Carver Corp. was on its way up.
During the mid-1980s, like many other organizations, this company boasted rapid growth and increased revenues. A manufacturer of special audio-electronics products, Carver Corp. serviced a growing core of clients who were willing to pay a higher price for better-sounding, better-quality innovations. Its products were well-received for two reasons: experts said Carver products really did sound better, and owner Robert Carver labeled his innovations in ways that made them seem “as special as they were” (“Eliminating the Static,” Nation’s Business, September, 1989).
With a solid reputation, a strong client base, and a network of 460 dealers, Bob Carver went public in 1985. But problems associated with the subsequent rapid growth soon led the company into financial trouble.
Although Carver says going public did not distract the company, subsequent problems suggest otherwise. Carver had promised the investment banking community that immediately after going public the company would develop in-depth management. Carver, however, did not bring in new people from the outside until about a year after the public offering. When they finally did bring in experienced management talent to develop better systems, the move did not allow Bob Carver to allocate as much time to R&D as he had hoped. Instead, corporate expenses exploded, and productivity went down. The problem was attributed in part to the fact that the new managers did not fully understand how Carver Corp. worked and took actions that were counterproductive.
Carver's Income Slide
Meanwhile, the company was losing market strength partly because of their resistance to introducing models with simple cosmetic changes. As the company was not introducing enough new products to keep customers interested, their dealer base began to deteriorate. In 1989 Carver had 230 dealers — half as many as it had in 1986. Marketing also suffered from a lack of attention. Carver stopped pushing for product reviews — even as he acknowledged that “no reviews mean customers forget about you and your products.”
The diversions took their toll on the company’s financial health. Net income skidded sharply after 1986 (sec “Carver’s Income Slide”), followed by a heavy sales slump in 1988. A short-sighted executive cut costs by laying off one-third of the workforce, but when sales rebounded, the company could not rebuild its staff fast enough. Manufacturing problems also became evident as operating losses increased despite a $3 million increase in sales. (“Growing Pains Almost Killed Carver,” Industry Week, July 2, 1990, p.30)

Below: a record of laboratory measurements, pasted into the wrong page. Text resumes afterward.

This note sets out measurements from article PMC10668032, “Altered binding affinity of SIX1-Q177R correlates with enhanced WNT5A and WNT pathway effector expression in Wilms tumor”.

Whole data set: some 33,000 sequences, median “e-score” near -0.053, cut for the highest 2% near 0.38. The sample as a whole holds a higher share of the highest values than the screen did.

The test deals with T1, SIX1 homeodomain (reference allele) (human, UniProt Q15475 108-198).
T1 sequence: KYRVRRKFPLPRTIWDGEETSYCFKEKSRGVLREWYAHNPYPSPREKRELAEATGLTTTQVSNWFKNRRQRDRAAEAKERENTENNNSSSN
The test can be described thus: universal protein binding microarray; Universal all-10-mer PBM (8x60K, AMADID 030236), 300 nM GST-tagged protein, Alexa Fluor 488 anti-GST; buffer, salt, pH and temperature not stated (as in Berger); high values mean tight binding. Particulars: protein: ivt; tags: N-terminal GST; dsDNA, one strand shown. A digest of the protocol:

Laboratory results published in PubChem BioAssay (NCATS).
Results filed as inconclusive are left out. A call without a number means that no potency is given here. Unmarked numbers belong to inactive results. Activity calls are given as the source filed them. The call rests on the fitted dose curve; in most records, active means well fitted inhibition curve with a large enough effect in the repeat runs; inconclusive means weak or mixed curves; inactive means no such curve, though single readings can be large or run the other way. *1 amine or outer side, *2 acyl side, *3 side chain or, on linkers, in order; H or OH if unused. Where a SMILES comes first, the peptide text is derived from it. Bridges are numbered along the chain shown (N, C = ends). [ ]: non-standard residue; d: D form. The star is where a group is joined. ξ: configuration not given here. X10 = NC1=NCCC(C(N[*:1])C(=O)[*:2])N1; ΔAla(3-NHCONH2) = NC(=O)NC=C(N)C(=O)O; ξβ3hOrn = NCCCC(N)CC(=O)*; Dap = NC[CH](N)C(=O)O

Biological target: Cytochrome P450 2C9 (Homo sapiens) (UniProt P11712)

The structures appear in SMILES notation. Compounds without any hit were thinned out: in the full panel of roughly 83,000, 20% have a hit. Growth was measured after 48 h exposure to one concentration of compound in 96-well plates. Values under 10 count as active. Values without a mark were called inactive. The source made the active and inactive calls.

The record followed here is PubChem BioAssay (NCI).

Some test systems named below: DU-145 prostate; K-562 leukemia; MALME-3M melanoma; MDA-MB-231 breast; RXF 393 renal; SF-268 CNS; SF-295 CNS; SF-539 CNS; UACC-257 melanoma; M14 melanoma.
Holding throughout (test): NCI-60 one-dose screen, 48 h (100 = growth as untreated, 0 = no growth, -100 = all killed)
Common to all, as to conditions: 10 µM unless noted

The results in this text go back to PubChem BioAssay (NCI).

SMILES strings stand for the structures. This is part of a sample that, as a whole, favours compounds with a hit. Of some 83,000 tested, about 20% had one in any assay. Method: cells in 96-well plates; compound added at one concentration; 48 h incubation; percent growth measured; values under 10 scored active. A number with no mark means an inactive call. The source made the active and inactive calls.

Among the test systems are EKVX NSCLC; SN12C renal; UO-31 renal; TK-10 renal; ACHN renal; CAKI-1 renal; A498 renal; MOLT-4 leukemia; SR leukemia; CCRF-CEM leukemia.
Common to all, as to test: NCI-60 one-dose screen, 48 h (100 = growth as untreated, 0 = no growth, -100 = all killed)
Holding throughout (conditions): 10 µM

During the second half of 1989, Carver tried to get back on track by developing and releasing 18 new products. But while developing these new product lines, the core products became dated. In September, Bob Johnson came to Carver Corp. to try to turn the company around — by investing in productivity and implementing quality measures. Johnson also worked on reducing materials costs, reorganizing design processes, and expediting costs. But he only stayed until the end of the year, leaving Carver’s financial future in doubt.
Bob Carver took over once again in 1990, and during that year he saw net income rebound and sales increase 27.4 percent over those in 1989. Under his direction, Carver Corp. improved purchasing practices, increased operating efficiencies, and cut expenses. This time, Carver hoped the quality improvements would make a lasting difference. But the continuing cycle of ups and downs that followed Carver’s rapid growth suggest an uncertain future for the company.
- What was Carver’s growth engine?
- As Carver grew, what internal limits created problems?
- How did the delay in hiring additional outside management talent exacerbate the capacity problem?
- In “Growth and Underinvestment,” delays play an important role. What were the significant delays experienced by Carver?
- How can you know whether your organization is a victim of its own underinvestment tendencies?
From the beginning, Carver Corp. developed a strong following by focusing on continual technological improvements, which allowed them to offer innovative high-fidelity products (see “Carver’s Limits to Success”). Carver established a strong market presence as more people discovered their high-quality products, encouraging them to continue a strategy of pursuing technological innovation (RI).
As customer demand continued to grow, so did the managerial challenges of running the ever-expanding operation. The growing management burden began to affect the company’s overall ability to meet the needs of the customer, leading to a drop-off in customer demand (B1). As the company outgrew the capabilities of its existing management systems, areas such as R&D and marketing were neglected.
Carver's Limits Limits to Success
After the company went public in 1985, Carver did not invest in developing additional management talent right away (see “Underinvestment in Management Depth”). In the beginning, the need for such an investment did not seem very urgent to Bob Carver, since the company had always gotten along by recruiting management from within. The insistence of the investment community accelerated his decision to bring in outside experience — both to increase the management depth and improve the company’s ability to meet the needs of the customer (B2). Unfortunately, Carver underestimated the time delay required in actually developing that management depth. As a result, the situation worsened as productivity plummeted and costs soared. The deteriorating results further distracted them from attending to critical areas of the company.
Underinvestment in Management Depth